Danario Alexander was second in yards per target, first among receivers with 3 or more targets.

Alexander had 7 targets against the Bucs, and is now the clear number two option in San Diego with Robert Meachem not performing well.

Some Year to Date Statistics

Andre Brown has scored in four consecutive games.

Ahmad Bradshaw owners looking for a playoff run should be a little frightened. Brown is also just 10 fantasy points behind Bradshaw’s season total.

Sidney Rice has five touchdowns over the last five weeks.

From the looks of it, Rice seems to be a good play when he’s home, and a mediocre one when he’s away. He’ll ride and die with Russell Wilson.

Adrian Peterson has more rushing yards than Doug Martin over the last three weeks.

Though Martin had two monster games, AP continues to surprise us all with his unbelievable abilities at running back.

Fred Jackson leads all running backs in receiving targets over the last 5 weeks.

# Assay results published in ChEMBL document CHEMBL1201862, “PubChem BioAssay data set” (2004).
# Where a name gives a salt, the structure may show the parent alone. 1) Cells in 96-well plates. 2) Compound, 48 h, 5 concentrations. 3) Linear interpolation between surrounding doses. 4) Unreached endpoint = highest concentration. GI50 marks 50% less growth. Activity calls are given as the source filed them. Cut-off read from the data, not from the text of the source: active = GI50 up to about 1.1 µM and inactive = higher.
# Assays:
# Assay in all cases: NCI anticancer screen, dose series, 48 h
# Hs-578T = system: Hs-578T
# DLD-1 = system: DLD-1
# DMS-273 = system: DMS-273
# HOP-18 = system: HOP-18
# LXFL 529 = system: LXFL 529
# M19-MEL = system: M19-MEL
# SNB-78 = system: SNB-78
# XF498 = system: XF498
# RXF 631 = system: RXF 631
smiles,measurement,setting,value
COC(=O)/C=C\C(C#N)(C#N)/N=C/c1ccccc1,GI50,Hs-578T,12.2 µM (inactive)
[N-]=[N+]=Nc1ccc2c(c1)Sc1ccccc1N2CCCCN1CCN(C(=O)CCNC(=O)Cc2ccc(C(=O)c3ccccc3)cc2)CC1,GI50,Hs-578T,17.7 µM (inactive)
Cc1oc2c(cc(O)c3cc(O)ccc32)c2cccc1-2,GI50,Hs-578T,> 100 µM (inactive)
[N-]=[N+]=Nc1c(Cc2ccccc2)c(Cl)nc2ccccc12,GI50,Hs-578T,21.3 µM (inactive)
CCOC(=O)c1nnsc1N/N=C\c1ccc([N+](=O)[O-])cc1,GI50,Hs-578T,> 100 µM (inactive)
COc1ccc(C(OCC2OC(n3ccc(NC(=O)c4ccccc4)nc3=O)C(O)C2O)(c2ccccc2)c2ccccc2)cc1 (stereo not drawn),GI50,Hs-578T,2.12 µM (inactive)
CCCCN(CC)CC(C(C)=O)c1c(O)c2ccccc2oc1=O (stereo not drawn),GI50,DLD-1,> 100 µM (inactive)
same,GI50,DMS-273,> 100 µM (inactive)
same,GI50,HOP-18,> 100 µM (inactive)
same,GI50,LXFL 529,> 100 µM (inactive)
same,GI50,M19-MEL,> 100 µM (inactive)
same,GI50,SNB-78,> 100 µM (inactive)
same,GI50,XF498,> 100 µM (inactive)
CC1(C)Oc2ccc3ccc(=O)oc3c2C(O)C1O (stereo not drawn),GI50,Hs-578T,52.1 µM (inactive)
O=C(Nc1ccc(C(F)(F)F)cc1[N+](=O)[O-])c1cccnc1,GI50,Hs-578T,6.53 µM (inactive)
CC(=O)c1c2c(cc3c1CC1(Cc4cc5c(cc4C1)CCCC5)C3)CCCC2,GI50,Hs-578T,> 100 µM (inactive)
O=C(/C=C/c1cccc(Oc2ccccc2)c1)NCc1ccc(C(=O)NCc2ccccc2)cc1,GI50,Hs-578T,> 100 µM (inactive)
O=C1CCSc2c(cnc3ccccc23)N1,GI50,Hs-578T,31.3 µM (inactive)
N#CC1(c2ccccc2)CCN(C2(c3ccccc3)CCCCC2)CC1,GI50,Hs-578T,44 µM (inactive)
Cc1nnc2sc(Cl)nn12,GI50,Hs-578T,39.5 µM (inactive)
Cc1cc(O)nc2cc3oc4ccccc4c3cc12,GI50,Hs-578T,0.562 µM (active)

Where is CJ Spiller?

Carson Palmer leads the NFL in passing touchdowns over the last 3 weeks.

He also has the most interceptions. I wrote about this yesterday, but Palmer’s numbers are skewed tremendously by garbage time points. But hey, that’s still alright in fantasy!

Jason Witten has 40 targets over the last 3 weeks.

We can credit this to his huge 22-target Week 8, but he’s still averaging 9 per week aside from that.

Denarius Moore has the 4th most fantasy points at wide receiver over the last 5 weeks.

I guess someone has to catch all of Palmer’s garbage time pass attempts.

Brian Hartline is 9th in the NFL at wide receiver in percentage of team targets.

Unfortunately, there’s a mediocre rookie quarterback throwing him the ball.

Anquan Boldin and Torrey Smith both have 548 yards on 64 targets this season.

The difference? Torrey Smith has gotten into the end zone 7 times, while Boldin has scored just once.